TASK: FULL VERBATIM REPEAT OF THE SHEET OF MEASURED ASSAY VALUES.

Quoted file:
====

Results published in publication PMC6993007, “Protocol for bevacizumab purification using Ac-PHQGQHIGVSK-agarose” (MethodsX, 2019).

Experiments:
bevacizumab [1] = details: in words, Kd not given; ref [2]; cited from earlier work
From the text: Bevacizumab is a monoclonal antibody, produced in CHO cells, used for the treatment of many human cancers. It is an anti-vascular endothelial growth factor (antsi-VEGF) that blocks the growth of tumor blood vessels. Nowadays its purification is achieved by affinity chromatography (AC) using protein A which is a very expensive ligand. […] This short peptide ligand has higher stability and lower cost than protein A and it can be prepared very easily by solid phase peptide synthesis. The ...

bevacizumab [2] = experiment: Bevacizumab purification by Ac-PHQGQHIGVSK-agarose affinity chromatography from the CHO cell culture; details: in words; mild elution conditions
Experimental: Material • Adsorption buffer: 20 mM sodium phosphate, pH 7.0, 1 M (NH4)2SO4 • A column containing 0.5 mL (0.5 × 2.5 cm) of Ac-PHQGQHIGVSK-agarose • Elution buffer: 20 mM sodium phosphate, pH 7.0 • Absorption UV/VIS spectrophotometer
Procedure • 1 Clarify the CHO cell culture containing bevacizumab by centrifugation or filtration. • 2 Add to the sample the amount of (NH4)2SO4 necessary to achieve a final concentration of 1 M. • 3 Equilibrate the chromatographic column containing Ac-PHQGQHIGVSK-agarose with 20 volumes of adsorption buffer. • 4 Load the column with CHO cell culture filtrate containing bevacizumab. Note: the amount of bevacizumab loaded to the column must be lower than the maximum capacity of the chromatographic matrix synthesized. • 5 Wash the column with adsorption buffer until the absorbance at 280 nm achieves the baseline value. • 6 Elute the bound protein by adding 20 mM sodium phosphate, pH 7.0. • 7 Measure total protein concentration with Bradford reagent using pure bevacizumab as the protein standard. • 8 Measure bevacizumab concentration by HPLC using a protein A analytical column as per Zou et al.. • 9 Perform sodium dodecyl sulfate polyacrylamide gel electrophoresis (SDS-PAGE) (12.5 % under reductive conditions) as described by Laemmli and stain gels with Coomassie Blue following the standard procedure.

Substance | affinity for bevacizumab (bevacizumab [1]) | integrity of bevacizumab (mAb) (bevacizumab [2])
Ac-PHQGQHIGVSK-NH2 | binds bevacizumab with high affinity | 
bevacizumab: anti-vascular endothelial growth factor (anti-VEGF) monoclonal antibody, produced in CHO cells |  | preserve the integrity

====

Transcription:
Results published in publication PMC6993007, “Protocol for bevacizumab purification using Ac-PHQGQHIGVSK-agarose” (MethodsX, 2019).

Experiments:
bevacizumab [1] = details: in words, Kd not given; ref [2]; cited from earlier work
From the text: Bevacizumab is a monoclonal antibody, produced in CHO cells, used for the treatment of many human cancers. It is an anti-vascular endothelial growth factor (antsi-VEGF) that blocks the growth of tumor blood vessels. Nowadays its purification is achieved by affinity chromatography (AC) using protein A which is a very expensive ligand. […] This short peptide ligand has higher stability and lower cost than protein A and it can be prepared very easily by solid phase peptide synthesis. The ...

bevacizumab [2] = experiment: Bevacizumab purification by Ac-PHQGQHIGVSK-agarose affinity chromatography from the CHO cell culture; details: in words; mild elution conditions
Experimental: Material • Adsorption buffer: 20 mM sodium phosphate, pH 7.0, 1 M (NH4)2SO4 • A column containing 0.5 mL (0.5 × 2.5 cm) of Ac-PHQGQHIGVSK-agarose • Elution buffer: 20 mM sodium phosphate, pH 7.0 • Absorption UV/VIS spectrophotometer
Procedure • 1 Clarify the CHO cell culture containing bevacizumab by centrifugation or filtration. • 2 Add to the sample the amount of (NH4)2SO4 necessary to achieve a final concentration of 1 M. • 3 Equilibrate the chromatographic column containing Ac-PHQGQHIGVSK-agarose with 20 volumes of adsorption buffer. • 4 Load the column with CHO cell culture filtrate containing bevacizumab. Note: the amount of bevacizumab loaded to the column must be lower than the maximum capacity of the chromatographic matrix synthesized. • 5 Wash the column with adsorption buffer until the absorbance at 280 nm achieves the baseline value. • 6 Elute the bound protein by adding 20 mM sodium phosphate, pH 7.0. • 7 Measure total protein concentration with Bradford reagent using pure bevacizumab as the protein standard. • 8 Measure bevacizumab concentration by HPLC using a protein A analytical column as per Zou et al.. • 9 Perform sodium dodecyl sulfate polyacrylamide gel electrophoresis (SDS-PAGE) (12.5 % under reductive conditions) as described by Laemmli and stain gels with Coomassie Blue following the standard procedure.

Substance | affinity for bevacizumab (bevacizumab [1]) | integrity of bevacizumab (mAb) (bevacizumab [2])
Ac-PHQGQHIGVSK-NH2 | binds bevacizumab with high affinity | 
bevacizumab: anti-vascular endothelial growth factor (anti-VEGF) monoclonal antibody, produced in CHO cells |  | preserve the integrity